Monday, December 16, 2013

ADVENT III - THE DISCIPLINE OF WAITING

Third Sunday of Advent
Dec 15, 2013
Fr. Philip Eberhart




Probably the hardest part of life and of our discipleship is the necessity of waiting.  Anyone ever feel like WAIT is a four-letter-word!???  Our scriptures this morning reveal the necessity of waiting and some of the secrets of success in this discipline that the Lord consistently seems to require of us.  And I have to say here at the outset that this is a particular problem for us in the west, much more than it is for almost any other culture around the world or down through history!!!  We are so much an "instant oatmeal - Instant Coffee - toaster strudel - leggo waffles" culture -  anything that will get us there faster is an object of worship!


A Keurig?  What is that?  A single shot instant coffee maker!  You can have your brewed expresso or latte in a minute - less than the time it used to take to boil water and stir in the awful instant coffee stuff.  Its all about speed for our culture and if there is one thing that we collectively HATE, it's to WAIT!

Can I say it here?   God takes a longer view!

And He has built that necessity into the fabric of life.  Waiting means that God is at work in a preparatory fashion.  The question for us in America and the West becomes how do we wait on God and not just do it ourselves.  We have gotten in so much trouble in this country and in our own lives on account of our impatience with God and His processes - we get out ahead and end up doing things  in our own power. In fact I believe that that is the majority of the problem in standard issue American Christianity!  We approach God with our need for instant gratification and when He doesn't respond appropriately or in our time table, we go on ahead.
We leave God behind!

God is a God who uses time and circumstance in His favor!  And to be in right relationship with Him we need to understand His priorities and His heart.  I've been in a relationship with God now for coming up on 50 years and if I've learned anything ( and that is a legitimate question ) ... IF I've learned anything ... I've learned that He is not in a hurry!  And that we can't help Him out in almost any way!!  God's time is God's time - so much so that scripture actually has a different word for it - KAIROS.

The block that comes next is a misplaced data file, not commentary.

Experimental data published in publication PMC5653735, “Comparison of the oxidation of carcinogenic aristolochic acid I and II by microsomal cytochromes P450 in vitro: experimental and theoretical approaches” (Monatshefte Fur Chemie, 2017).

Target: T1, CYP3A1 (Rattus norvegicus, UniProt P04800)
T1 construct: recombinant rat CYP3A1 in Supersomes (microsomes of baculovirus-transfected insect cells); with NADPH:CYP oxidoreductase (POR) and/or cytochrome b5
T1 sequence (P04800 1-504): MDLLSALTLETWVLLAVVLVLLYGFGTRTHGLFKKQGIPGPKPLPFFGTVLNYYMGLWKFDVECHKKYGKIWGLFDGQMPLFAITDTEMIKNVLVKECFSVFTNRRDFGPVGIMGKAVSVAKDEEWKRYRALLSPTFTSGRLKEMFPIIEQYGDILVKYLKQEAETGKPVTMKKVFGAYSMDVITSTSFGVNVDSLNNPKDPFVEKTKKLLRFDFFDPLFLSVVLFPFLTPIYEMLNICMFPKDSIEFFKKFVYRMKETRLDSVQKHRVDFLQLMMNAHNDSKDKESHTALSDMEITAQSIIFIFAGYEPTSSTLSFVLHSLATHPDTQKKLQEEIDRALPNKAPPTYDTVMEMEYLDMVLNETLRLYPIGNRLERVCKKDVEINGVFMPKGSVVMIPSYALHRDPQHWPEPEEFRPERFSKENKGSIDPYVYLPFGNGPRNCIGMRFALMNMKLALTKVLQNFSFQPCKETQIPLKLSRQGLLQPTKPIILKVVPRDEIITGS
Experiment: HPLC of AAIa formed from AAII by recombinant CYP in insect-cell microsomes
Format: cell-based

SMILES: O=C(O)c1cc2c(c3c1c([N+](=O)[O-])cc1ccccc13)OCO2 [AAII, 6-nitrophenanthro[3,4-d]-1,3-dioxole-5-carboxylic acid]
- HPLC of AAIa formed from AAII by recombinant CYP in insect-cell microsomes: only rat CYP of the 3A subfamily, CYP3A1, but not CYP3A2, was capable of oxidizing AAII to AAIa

The word for the regular passage of time is CHRONOS - the ticking of the seconds away - chronograph, and chronology - the study of time.  But when the time becomes "FULL" - when the season is here for the fulfillment of promise - for the execution of God's plan, often the word changes and KAIROS is used.  It is the "fullness of time"  - when that for which we have waited is about to be made manifest!  The time of the harvest is Kairos time!  Paul in Galatians encourages them with the words:  "let us not become weary in well doing, for in due season we will reap, if we do not faint." (Gal 6:9)  

So how do we endure the CHRONOS while waiting for the KAIROS?? 

Time and circumstance are tools that God has firmly in hand!  And the work of His hands today is in many ways the same work Jesus grew up doing.  It's ironic - almost prophetic - that Jesus was a carpenter - the eldest son of his earthy father, Joseph, who would have been trained in his father's craft and expected to take over the family business in time.  Which Jesus probably actually did for a time, before His baptism by his cousin, John.

How did Jesus wait???   We have evidence that He knew his place in life early on - the incident of his staying behind in the temple at Jerusalem and being in conversation with the rabbi's and teachers there - "Did you not know that I must be about my Father's business?"  There was already at 12 a thoroughly formed sense in Jesus of His identity as God's Son and that there was "business" to do there as well - and yet for nearly 20 years he subjected Himself to his earthly father and became the expected carpenter of Nazareth.

I love a prayer that I learned from Bishop Terry Kelshaw a few years back:

Lord Jesus Christ
Master Carpenter of Nazareth
Who on the cross
In wood and nails
First worked our full salvation;
Use well your tools
In this your workshop
That we who come to you rough hewn
May by your grace
Be fashioned to a true beauty and usefulness
In your service.
   AMEN

This is a prayer that captures the essence of Jesus, the carpenter, who is Lord!  The experience of the wood in a carpentry shop is one of waiting!  The tools for shaping and forming the wood are not a pleasant thing, if the wood were animate.  There is cutting and nailing and fitting-together - there is planing and sanding and painting involved.  The "circumstances" of being formed are not all that pleasant !  But God has a finished product in mind!